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Undocumented: How Immigration Became Illegalby Aviva Chomsky
Synopses & Reviews
Aviva Chomsky is professor of history and coordinator of Latin American Studies at Salem State University. The author of several books, Chomsky has been active in Latin American solidarity and immigrants’ rights issues for over twenty-five years. She lives in Salem, Massachusetts.
"Activist and Salem State University historian Chomsky (They Take Our Jobs! And 20 Other Myths About Immigration) addresses the history and practice of U.S. immigration law in this part polemical, part historical account. The fact that 'there was no national immigration system or agency in the United States' until 1890 may surprise many readers; and that 't's illegal to cross the border without inspection and/or without approval from U.S. immigration authorities' sounds straightforward, but Chomsky reveals how 'dizzying' and 'irrational' it is in practice. She reviews the myriad legislations, such as the Immigration Acts of 1924, 1965, and 1990, as well as immigrants' consequent entanglements and diverse experiences, ranging from the risks in getting into the U.S. to the perils of being there (including detentions, deportations, family separation, poor work conditions). Committed to the cause of the undocumented, and focused particularly on Mexican and Guatemalan immigrants, Chomsky reminds readers that, contrary to the freedom with which American citizens travel, for many, 'freedom to travel is a distant dream.' Professional in her scholarship, Chomsky has written a book that will be relevant to those who do not share her position as well as to those who do. Disappointingly, the final chapter, 'Solutions,' offers more of a review of how immigration became illegal than suggested solutions." Publishers Weekly Copyright PWxyz, LLC. All rights reserved.
Book News Annotation:
Author Aviva Chomsky (coordinator, Latin American studies, Salem State University) is an immigrant rights activist. In this follow-up to her boo“They Take Our Job” and 20 Other Myths about Immigration, she goes beyond deconstructing common myths about immigrants to demonstrate that illegal status is a social construction, and shows how this social construction developed, how it works, and whose purposes it serves. Focus is on the development of US policies toward legal and illegal immigrants from Mexico and Central America, with discussion of inconsistencies in US immigration law and the different paths to undocumented and illegal status. Two chapters are devoted to the working conditions of undocumented workers and how their work benefits the US economy. There is also a chapter on issues affecting children of undocumented parents in the US. Annotation ©2014 Ringgold, Inc., Portland, OR (protoview.com)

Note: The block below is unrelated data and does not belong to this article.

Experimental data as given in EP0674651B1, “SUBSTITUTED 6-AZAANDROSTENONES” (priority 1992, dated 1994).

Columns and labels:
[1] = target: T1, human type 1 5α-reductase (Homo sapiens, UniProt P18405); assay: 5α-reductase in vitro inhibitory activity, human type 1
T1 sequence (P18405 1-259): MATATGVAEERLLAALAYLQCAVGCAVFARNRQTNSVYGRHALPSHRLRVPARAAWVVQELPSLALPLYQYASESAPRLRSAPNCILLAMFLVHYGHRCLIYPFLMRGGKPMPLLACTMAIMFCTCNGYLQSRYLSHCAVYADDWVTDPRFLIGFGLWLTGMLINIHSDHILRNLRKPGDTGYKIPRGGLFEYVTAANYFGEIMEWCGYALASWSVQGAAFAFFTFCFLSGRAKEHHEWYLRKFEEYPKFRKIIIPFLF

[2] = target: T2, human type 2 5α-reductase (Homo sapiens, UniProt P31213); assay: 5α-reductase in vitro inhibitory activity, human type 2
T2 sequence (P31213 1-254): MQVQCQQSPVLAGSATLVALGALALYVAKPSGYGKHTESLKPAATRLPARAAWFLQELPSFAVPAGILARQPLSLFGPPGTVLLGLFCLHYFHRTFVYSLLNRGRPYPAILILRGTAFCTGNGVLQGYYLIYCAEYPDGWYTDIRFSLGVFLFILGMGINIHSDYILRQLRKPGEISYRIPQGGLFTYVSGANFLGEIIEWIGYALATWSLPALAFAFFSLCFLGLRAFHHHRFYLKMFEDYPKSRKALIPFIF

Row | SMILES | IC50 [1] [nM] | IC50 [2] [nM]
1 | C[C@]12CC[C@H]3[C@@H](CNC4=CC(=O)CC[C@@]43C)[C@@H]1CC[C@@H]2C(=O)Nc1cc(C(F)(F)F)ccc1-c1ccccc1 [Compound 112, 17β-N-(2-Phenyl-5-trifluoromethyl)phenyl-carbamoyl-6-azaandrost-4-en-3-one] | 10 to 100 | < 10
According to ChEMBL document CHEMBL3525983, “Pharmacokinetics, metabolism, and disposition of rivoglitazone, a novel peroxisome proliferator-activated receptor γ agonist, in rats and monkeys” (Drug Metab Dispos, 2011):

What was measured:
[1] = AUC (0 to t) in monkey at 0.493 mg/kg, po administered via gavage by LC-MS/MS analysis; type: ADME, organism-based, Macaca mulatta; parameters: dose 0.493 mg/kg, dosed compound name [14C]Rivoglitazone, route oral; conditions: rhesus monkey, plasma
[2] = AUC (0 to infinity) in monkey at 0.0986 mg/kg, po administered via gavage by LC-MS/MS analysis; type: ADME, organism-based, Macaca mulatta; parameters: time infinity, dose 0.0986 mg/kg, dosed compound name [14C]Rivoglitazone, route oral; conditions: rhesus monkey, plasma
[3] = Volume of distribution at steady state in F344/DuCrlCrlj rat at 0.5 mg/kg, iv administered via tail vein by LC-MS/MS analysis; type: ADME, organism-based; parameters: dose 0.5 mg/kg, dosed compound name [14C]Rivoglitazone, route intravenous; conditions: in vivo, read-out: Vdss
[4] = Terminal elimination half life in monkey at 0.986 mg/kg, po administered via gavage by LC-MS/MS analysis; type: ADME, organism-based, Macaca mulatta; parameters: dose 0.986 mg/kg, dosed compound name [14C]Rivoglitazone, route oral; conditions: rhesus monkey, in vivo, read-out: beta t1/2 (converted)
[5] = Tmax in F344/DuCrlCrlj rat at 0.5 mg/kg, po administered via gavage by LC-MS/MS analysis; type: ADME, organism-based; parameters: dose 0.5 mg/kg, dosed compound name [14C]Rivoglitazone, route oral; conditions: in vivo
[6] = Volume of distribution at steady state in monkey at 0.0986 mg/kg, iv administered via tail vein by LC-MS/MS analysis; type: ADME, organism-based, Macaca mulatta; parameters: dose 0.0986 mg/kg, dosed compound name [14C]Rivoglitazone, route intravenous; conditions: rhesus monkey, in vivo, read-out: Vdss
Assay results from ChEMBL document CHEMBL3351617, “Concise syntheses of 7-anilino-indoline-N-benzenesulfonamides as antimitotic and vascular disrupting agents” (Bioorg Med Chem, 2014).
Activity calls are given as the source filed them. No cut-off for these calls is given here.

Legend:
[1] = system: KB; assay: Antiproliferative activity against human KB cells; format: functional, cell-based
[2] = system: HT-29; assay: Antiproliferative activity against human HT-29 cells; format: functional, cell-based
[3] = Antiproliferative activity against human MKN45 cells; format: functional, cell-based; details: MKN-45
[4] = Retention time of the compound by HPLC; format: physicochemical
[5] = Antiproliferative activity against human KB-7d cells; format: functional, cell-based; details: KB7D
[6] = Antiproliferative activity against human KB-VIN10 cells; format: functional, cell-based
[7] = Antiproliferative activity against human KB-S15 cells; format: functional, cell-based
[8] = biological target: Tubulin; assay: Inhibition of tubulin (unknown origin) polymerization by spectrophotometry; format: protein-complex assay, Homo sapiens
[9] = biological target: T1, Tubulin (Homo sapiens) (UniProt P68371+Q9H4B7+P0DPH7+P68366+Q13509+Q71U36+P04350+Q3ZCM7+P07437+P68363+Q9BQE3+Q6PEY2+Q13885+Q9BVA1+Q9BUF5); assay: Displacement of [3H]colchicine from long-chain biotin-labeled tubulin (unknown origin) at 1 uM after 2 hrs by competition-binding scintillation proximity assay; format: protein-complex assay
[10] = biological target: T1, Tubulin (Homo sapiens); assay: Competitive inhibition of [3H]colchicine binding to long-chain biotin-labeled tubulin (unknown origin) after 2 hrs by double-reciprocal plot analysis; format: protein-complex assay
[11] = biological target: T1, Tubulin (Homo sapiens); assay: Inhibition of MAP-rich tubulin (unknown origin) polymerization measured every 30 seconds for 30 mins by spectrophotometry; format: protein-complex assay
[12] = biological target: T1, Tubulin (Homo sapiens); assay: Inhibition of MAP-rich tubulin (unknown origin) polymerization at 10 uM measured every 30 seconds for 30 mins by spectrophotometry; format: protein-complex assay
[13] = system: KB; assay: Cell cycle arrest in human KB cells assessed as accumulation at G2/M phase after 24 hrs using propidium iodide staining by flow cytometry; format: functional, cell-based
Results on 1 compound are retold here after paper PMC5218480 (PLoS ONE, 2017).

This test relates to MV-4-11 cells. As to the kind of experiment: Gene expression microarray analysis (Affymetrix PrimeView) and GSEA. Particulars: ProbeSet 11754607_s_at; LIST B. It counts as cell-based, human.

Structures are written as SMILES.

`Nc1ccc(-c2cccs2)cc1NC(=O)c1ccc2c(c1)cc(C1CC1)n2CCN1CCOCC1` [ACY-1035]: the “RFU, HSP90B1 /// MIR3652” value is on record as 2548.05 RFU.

About the Author
When people say, “What part of ‘illegal’ don’t you understand?” they imply that they, in fact, understand everything about it. They take illegality to be self-evident: there’s a law, you break the law, that’s illegal. Obvious, right?
Actually, illegality is a lot more complicated than that. Laws are made and enforced by humans, in historical contexts, and for reasons. They change over time, and they are often created and modified to serve the interests of some groups—generally the powerful and privileged—over others.